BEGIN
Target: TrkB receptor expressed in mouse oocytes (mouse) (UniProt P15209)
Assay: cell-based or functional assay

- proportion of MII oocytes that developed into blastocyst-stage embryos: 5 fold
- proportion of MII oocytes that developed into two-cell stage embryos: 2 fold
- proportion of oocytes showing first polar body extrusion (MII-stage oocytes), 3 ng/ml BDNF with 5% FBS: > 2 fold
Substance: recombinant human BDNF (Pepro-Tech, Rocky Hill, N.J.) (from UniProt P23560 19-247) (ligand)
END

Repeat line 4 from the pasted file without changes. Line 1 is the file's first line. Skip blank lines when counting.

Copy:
- proportion of MII oocytes that developed into two-cell stage embryos: 2 fold